Sleep Training for Babies: Everything to Know

It can be debilitating when you are exhausted and up again at night to soothe your crying baby, especially when you have a big day ahead. You will start wondering why your baby isn’t sleeping and how you can help him/her to sleep better.

When your baby can’t sleep, they are experiencing a struggle similar to the common life-long struggle that many people have when it comes down to bedtime.

Many people develop insomnia from certain triggers such as too much caffeine, screen time too close to bedtime, or simply excess stress.

Your baby has their own set of insomnia triggers that may keep him/her from a good night’s rest. Being aware of why your baby won’t sleep, can’t sleep, or requires constant co-sleeping is the first step to solving those problems.

Over-stimulated

When the environment is too stimulating, your baby might have trouble calming down. This can make it hard for him/her to get to sleep when bedtime arrives.

Your baby may become hyper-alert, fidgety, or even anxious. Your baby’s growing brain can start to be overwhelmed by all of the new signals it is getting. Each experience and new sensation is another neuron firing.

All of these exciting experiences are building strong networks in your baby’s brain. However, babies need a break from all this stimulation in order to process everything. During sleep, the brain has the job of cleaning up all of the construction in the neurons.

Memories are processed, experiences are filed away, and the brain cleans itself of the waste byproducts caused by the energy spent during waking hours.

Reducing stimulation close to bedtime can help your baby’s brain enter a tranquil state. Stimulation comes in the form of sounds, talking, books, toys, turned on televisions, and even talking faces looking at them.

A lack of routine

Your baby certainly benefits from a regular routine. Instead of trying to put your baby on a tight schedule, focus on helping him/her learn to associate certain times of the day with certain activities.

Routine helps to create positive expectations. It helps your baby’s body and brain look for cues as to what is next. Your baby’s body can then adjust to these expectations, getting ready for the next activity… sleep!

This type of stability is so important for babies. Moreover, this sense of consistency is beneficial for everyone in the household. This also marvelously translates into bedtime.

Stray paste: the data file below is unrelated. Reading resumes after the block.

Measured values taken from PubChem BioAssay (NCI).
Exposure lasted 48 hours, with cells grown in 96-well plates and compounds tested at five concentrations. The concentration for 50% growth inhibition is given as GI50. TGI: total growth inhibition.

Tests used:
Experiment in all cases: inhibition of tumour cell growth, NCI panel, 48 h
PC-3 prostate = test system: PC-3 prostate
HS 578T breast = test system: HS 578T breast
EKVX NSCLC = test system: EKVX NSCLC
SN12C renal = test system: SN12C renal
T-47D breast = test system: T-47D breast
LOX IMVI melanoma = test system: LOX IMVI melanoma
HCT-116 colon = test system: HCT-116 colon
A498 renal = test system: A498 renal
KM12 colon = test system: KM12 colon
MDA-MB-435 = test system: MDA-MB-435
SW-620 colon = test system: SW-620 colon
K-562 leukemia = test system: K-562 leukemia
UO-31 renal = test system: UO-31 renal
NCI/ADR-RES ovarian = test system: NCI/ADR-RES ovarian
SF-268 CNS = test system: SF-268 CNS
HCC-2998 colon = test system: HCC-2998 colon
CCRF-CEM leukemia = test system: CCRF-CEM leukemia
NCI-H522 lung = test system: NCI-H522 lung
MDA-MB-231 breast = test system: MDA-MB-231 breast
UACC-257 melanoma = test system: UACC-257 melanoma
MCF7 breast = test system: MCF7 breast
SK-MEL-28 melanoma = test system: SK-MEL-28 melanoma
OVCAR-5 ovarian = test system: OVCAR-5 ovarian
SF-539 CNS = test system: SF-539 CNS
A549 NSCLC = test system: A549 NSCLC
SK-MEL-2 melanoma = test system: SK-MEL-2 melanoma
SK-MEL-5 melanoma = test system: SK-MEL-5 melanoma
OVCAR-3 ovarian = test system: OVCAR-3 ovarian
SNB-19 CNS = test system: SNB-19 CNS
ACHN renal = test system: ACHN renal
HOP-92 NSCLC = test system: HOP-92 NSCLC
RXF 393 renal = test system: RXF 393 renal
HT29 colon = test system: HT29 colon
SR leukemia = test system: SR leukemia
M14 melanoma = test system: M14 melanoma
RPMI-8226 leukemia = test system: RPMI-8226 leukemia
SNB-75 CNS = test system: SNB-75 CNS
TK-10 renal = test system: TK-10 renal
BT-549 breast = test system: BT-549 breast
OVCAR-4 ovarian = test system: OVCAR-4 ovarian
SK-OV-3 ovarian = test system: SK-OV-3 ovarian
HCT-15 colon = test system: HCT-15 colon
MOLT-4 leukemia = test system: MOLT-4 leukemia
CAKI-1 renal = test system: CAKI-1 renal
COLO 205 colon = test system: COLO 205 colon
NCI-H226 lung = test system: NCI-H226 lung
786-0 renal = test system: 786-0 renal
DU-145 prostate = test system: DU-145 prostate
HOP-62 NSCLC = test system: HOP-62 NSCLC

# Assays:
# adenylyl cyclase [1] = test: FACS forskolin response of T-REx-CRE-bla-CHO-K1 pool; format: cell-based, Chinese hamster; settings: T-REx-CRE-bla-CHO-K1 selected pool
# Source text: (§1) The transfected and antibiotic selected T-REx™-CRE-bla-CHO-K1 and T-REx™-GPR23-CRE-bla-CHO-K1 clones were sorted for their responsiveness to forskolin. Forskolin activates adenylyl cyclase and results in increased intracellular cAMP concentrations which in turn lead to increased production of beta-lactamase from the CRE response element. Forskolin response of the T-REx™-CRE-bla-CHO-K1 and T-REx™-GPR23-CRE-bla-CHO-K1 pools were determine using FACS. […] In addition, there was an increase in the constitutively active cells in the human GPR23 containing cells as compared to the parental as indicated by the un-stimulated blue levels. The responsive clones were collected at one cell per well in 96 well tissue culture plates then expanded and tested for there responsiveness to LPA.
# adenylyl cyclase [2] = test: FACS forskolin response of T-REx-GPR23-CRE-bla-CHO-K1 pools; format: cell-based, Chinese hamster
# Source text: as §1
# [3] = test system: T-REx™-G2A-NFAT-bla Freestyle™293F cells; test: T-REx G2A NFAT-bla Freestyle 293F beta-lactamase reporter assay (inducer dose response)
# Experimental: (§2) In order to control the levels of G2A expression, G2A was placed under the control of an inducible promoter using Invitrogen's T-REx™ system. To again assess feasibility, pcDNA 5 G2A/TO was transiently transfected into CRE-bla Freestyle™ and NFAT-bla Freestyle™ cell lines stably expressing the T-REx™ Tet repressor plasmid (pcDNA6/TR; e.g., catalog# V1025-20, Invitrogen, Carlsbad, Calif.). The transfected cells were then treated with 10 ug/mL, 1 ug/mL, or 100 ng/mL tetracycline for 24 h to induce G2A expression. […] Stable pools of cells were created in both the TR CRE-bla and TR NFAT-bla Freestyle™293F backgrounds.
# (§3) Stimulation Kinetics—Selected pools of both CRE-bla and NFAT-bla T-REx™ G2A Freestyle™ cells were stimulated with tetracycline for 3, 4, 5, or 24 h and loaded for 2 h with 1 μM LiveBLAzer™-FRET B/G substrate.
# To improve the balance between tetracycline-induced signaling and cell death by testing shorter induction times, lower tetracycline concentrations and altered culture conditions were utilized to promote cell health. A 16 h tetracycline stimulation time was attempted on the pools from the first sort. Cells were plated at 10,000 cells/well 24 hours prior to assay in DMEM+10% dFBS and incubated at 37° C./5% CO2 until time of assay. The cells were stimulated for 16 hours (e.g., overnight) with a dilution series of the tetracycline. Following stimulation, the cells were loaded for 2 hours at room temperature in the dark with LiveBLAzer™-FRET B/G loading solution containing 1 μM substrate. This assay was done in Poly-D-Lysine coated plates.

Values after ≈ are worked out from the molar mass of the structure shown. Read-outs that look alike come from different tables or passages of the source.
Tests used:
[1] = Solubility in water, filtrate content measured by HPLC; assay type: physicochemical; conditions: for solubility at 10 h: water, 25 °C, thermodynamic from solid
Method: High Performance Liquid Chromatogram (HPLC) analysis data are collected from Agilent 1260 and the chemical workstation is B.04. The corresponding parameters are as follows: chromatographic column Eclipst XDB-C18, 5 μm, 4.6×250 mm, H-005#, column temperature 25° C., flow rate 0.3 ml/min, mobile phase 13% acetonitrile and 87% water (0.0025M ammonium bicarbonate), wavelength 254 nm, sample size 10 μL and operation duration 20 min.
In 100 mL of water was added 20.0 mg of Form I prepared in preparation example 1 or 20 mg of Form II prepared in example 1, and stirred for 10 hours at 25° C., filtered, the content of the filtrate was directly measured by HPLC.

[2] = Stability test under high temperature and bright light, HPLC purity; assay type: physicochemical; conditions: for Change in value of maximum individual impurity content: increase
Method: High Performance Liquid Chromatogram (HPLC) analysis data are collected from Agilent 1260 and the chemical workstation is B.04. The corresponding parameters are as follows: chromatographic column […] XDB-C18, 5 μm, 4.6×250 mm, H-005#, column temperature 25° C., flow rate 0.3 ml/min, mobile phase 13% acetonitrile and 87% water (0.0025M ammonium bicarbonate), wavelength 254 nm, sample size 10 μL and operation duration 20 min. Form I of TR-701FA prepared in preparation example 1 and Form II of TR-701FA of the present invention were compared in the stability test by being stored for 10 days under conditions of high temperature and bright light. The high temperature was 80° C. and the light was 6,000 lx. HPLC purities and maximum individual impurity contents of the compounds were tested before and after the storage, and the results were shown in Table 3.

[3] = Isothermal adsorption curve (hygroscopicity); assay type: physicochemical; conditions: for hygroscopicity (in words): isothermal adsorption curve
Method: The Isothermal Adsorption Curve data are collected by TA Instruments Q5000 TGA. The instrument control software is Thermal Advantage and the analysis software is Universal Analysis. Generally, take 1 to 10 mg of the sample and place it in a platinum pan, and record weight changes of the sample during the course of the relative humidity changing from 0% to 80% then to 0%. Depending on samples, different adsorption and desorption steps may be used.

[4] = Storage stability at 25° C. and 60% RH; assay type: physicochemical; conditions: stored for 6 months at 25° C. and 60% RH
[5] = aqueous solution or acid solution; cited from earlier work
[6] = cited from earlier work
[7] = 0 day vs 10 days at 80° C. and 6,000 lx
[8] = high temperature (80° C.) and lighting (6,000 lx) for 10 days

As evening approaches, your baby may start to pick up on the cues. The dimming lights, the quieting of activity, and the environment’s change might all help signal your baby’s brain that sleep is coming.

Overtired or nap-deprived

If you have ever had a night where you pushed yourself to stay awake and finally got to bed, but then found that your mind just couldn’t slow down, you’ve experienced what it’s like to be overtired. Babies get that too.

If your baby is pushing himself or herself to stay awake when their body starts giving sleepy signals, they’ll likely develop a habit of doing the same thing when it’s time to go to sleep.

They’ll wake up more, fuss more, and try to avoid going to sleep. Try to offer your baby more naps throughout the day and an earlier bedtime.

It may seem a little counter-intuitive, but if your baby isn’t getting in enough naps, it’s more likely your baby won’t be able to go down for bedtime either.

Babies under one year typically need to sleep every two hours. A baby under six months old only needs to be awake for 1.5 hours before going down for a nap.

The baby has a sore throat or an ear infection

You may know what it’s like to try to sleep with a cold. A sore throat can be agonizing and keep you in a cycle of pain that keeps you from relaxing.

If your baby is waking up all of a sudden and crying in discomfort, it could be a sign of distress caused by the pain of an ear infection or a sore throat.

While these are generally normal for a baby to experience, fighting off infections can be taxing on their under-developed immune systems. If you suspect this is a problem, please seek medical advice. Watch for thick yellow discharge from the nose or swelling and puffiness around the nose and eyes.

Food allergies or sensitivities

With the rise of food sensitivities, an increasing number of babies are being diagnosed with food allergies. Your baby may be sensitive to certain food, too. These sensitivities can irritate the digestive system and cause general discomfort for your baby.